When choosing which lens to use, keep in mind the visual effect you want to create. Lenses are measured in focal length by millimeters. Generally, close up images require a higher mm lens ranging from 100-300mm, while wider landscapes require a low mm lens ranging from 15-70mm. I shot these images using an 18-55mm lens in order to capture a wide angle and deep depth of field.

a simple tripod and DSLR camera is all you need to create stunning images

a simple tripod and DSLR camera is all you need to create stunning images

using the surrounding environment to stage photos

using the surrounding environment to stage photos

Using a tripod can be a very helpful tool in any environment or light condition, as it allows you to take a step back and see the composition of the image through your own eyes, rather than the lens. The rotating platform also allows the camera to capture unique angles, adding new dimensions to your photos that are more difficult to capture when handheld shooting.

finding inspiration in your surroundings

When choosing a location, keep in mind the type of images you want to produce. For this shoot, I wanted to be able to capture images with motion and utilize the existing light to create dramatic nighttime scenes. The outdoor setting with moving cars and streetlights was a perfect setting for the somber mood I wanted my photos to portray. I find it helpful to think of an overarching adjective or emotion, and keep that word in mind while shooting, using your photos to convey that word in a visual manner. With your brain in the mindset of a specific description, it will be easier to seek out parts of the environment that help portray a specific visual, and envision the story you want your images to tell.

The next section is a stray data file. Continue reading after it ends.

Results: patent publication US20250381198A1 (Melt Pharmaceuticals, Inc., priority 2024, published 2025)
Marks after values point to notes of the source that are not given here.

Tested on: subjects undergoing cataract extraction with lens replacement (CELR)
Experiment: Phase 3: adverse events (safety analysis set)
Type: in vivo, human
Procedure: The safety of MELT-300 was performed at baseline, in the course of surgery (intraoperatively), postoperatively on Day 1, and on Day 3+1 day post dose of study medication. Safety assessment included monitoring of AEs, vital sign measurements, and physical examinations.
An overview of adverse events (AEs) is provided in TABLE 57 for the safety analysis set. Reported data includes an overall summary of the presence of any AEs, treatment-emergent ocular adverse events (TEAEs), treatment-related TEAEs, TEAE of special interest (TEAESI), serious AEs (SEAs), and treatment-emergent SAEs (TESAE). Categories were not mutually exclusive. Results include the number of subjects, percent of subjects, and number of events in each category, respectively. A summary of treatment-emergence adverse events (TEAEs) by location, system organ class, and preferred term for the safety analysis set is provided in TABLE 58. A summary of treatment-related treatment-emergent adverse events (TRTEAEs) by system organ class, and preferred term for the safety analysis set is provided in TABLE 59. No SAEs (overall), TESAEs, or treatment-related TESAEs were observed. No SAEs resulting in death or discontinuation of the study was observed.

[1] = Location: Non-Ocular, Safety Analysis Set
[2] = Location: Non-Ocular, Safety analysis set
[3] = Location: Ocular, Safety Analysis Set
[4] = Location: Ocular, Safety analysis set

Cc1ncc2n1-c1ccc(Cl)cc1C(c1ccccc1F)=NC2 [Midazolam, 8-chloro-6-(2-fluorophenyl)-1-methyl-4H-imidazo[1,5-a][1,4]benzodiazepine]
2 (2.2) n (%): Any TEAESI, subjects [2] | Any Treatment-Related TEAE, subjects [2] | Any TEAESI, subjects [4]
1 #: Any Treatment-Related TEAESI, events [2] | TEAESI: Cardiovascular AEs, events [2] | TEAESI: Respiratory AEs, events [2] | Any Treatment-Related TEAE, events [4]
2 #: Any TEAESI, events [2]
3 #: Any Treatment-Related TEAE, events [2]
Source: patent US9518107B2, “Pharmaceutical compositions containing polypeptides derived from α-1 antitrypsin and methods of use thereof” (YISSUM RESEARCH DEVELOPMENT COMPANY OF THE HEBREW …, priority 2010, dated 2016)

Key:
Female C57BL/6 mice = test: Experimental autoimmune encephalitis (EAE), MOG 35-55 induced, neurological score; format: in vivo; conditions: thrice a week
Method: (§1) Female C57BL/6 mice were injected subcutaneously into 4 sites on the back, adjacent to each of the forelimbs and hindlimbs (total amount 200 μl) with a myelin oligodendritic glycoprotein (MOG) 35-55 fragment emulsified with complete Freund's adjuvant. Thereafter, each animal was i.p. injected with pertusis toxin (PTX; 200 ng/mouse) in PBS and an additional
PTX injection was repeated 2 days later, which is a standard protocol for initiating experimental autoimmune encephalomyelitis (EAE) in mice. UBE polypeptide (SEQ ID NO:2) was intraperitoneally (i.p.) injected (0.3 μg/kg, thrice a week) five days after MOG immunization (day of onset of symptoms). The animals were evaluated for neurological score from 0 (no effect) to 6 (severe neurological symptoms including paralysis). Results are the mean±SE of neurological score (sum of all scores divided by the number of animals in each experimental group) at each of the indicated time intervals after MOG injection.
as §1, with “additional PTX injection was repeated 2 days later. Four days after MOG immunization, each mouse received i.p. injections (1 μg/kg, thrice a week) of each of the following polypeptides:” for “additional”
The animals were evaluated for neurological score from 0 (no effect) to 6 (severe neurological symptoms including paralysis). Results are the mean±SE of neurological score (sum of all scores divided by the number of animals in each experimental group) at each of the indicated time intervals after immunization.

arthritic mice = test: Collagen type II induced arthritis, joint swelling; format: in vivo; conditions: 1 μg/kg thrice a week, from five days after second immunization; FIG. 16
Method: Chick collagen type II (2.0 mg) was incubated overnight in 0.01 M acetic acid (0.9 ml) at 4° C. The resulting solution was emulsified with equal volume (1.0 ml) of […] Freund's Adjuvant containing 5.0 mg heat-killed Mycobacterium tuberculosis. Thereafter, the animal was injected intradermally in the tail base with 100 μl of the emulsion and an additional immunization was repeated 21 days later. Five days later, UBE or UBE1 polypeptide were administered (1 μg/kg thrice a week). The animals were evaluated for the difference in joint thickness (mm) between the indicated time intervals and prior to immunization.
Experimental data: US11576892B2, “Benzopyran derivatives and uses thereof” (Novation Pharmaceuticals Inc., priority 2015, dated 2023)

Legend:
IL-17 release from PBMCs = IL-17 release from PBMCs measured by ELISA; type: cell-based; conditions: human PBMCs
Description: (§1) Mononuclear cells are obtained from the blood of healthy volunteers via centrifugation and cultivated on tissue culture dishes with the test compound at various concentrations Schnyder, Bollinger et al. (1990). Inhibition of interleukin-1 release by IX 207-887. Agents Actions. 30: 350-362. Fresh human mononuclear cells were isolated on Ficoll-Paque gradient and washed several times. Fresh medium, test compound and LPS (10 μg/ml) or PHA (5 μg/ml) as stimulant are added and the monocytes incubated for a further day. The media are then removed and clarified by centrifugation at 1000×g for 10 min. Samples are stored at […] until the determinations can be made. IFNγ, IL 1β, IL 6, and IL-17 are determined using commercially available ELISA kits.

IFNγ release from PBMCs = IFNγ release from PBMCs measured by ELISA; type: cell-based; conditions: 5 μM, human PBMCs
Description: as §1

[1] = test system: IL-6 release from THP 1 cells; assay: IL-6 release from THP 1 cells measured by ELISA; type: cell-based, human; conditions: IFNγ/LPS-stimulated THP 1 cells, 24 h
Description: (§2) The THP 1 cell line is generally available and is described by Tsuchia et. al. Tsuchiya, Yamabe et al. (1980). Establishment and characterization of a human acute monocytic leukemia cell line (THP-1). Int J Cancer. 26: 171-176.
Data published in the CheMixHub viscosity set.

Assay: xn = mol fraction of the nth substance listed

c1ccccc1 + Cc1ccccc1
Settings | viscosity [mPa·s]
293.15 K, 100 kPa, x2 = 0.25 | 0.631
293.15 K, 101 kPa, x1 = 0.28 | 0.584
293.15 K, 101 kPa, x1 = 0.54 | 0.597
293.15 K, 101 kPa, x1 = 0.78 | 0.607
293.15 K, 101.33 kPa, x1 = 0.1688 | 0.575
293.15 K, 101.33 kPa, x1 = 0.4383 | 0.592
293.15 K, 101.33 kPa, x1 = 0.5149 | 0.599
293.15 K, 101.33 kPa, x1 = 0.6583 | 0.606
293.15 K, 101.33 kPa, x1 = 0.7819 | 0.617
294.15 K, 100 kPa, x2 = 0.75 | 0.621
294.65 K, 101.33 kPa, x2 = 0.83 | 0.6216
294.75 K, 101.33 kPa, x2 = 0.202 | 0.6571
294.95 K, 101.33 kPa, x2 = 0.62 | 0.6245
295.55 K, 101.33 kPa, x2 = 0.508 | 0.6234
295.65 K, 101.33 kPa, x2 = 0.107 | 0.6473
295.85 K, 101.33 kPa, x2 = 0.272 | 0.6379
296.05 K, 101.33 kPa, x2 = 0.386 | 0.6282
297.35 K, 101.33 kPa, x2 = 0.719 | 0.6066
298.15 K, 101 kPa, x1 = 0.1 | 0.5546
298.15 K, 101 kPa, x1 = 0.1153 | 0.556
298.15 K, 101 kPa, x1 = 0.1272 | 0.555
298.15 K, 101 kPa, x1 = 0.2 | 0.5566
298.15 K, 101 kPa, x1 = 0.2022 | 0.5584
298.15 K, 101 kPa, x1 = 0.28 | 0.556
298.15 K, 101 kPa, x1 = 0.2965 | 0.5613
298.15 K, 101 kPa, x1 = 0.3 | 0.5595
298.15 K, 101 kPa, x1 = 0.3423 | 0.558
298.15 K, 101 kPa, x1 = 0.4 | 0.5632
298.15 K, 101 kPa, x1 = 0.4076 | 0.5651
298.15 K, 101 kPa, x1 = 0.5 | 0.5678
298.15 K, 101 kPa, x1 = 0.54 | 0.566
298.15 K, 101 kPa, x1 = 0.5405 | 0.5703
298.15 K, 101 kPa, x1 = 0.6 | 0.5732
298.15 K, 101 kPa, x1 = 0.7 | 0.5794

Be sure to work with your environment, not against it. The night I shot these images, it had just rained and the humidity was fogging up the camera lens. This was certainly an added challenge, but it ended up working in my favor by adding a natural blurriness to the images. It can be easy to get discouraged when images are not coming out as we envision them in our minds, but this only means we have to change our perspective. How can the angle be adjusted to better capture the stimuli you are shooting? Would an above or below angle add more dimension? What do you want the viewer to notice in this image and how can you force them to visualize it? Does a close up image evoke a certain mood, or would a landscape better portray the scene? Don’t be afraid to think outside the box when it comes to composition or angles, as the best images are often created when you abandon any “rules”, and let your creative vision guide you.

One of the most liberating parts of photography is that even when shooting the same environment, each artist will “see” something unique. There is no right or wrong frame to capture - our artistic perspective leads us to the images we want to create. For this nighttime setting, I was drawn to the glow of the streetlights and shadows they created, as well as the blur of motion from nearby cars. Reality seems to be slightly altered when walking home at night, and I wanted to capture the quiet, melancholy mood of the city after dark.

final results

Here are the images I created of Philadelphia after dark. I hope this tutorial inspires you to go out and create your own nighttime images, and find creative inspiration in the world around you.